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University and college residences part of COVID-19 plan in Kingston

University and College residences could be used for front line health-care workers and COVID-19 patients
WATCH: Queen's and St. Lawrence residences could be used for health care workers and COVID-19 patients.

KFL&A Public Health says it is working on plans to house COVID-19 patients — and perhaps hospital staff dealing with those patients — in residences at Kingston’s post-secondary institutions if the need arises.

“We’re preparing for the worst, but we’re hoping, absolutely, for the best and that we can suppress this infection in our community from rising,” said Dr. Kieran Moore, chief medical officer for KFL&A Public Health, discussing plans to possibly use college and university residences in the COVID-19 response.

READ MORE: 17 total cases of COVID-19 in Kingston region, 3 with no close-contacts, recent travel history

Moore says he toured St. Lawrence College dorms with the college president Glenn Vollebregt on Thursday.

“I have to really thank both Queen’s University and St. Lawrence College for being open to using their residences,” Moore said.

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“We are working through in what indication we would house people at either Queen’s or St. Lawrence College, but we went through. We think the rooms are appropriate.”

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One option public health is looking into is allowing hospital staff to stay at the residences while they’re treating patients infected with the new coronavirus that causes COVID-19.

“They could house just staff who want to isolate themselves from their family, who are going to be working with COVID-19 patients who don’t want to bring it home to their families.”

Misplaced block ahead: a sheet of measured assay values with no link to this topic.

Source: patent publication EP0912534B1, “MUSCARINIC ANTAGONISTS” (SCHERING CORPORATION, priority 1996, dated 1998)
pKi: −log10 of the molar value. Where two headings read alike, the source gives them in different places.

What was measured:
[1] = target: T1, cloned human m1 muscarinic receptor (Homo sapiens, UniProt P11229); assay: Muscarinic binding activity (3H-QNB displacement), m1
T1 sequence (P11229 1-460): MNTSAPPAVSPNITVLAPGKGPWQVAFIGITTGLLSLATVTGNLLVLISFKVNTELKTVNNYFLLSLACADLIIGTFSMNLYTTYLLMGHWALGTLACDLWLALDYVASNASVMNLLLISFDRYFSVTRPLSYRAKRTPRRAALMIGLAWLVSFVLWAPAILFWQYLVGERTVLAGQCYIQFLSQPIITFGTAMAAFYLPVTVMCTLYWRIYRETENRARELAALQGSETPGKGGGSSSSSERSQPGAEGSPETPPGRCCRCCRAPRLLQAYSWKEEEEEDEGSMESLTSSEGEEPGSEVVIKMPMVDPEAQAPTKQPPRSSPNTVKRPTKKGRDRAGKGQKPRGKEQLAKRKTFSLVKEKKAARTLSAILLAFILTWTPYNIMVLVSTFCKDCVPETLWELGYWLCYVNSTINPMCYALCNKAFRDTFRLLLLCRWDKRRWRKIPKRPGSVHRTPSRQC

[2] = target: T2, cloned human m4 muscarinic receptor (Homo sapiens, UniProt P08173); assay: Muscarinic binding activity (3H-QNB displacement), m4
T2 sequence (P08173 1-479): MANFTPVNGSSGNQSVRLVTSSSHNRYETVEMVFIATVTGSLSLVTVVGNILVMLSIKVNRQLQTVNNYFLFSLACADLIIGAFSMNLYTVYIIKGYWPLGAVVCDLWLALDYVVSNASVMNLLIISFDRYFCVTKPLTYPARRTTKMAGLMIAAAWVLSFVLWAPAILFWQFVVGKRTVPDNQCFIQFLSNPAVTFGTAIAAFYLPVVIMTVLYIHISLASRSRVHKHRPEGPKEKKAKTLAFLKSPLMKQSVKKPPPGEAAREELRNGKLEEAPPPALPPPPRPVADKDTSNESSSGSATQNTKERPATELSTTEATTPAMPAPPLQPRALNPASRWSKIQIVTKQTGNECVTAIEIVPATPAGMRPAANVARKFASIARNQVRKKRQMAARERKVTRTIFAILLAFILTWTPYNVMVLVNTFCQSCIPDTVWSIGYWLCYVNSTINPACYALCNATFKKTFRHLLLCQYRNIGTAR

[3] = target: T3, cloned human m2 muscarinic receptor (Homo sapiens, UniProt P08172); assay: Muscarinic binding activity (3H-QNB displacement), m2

Moore said the residences could also be open to healthier COVID-19 patients that need care but who are ambulatory and able to be treated in a less controlled environment, rather than in hospital.

READ MORE: Community spread of COVID-19 confirmed, Kingston region declares states of emergency

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“Patients who can be discharged safely that need an extra little bit of help before they get to their homes and/or for those that have COVID-19 but are ambulatory that don’t need acute care or critical care resources but need housing because they can’t go back,” Moore said.

Moore says he’s also had discussions with Canadian Forces Base Kingston commander Col. Kirk Gallinger about supporting community response by using the base’s space if required.

Nevertheless, Moore said talks with the post-secondary institutions are really only contingency plans in case the virus really takes off in the community. It’s public health officials’ main goal to stop the spread locally before the need for alternate residences arises, Moore said.

“These discussions with St. Lawrence and Queen’s are at the very early stages to enhance capacity, if and when required. So we’re looking at this as a phased approach, as the number of people potentially admitted to hospital increases. And … if we need more demand, we are making the plans in place.”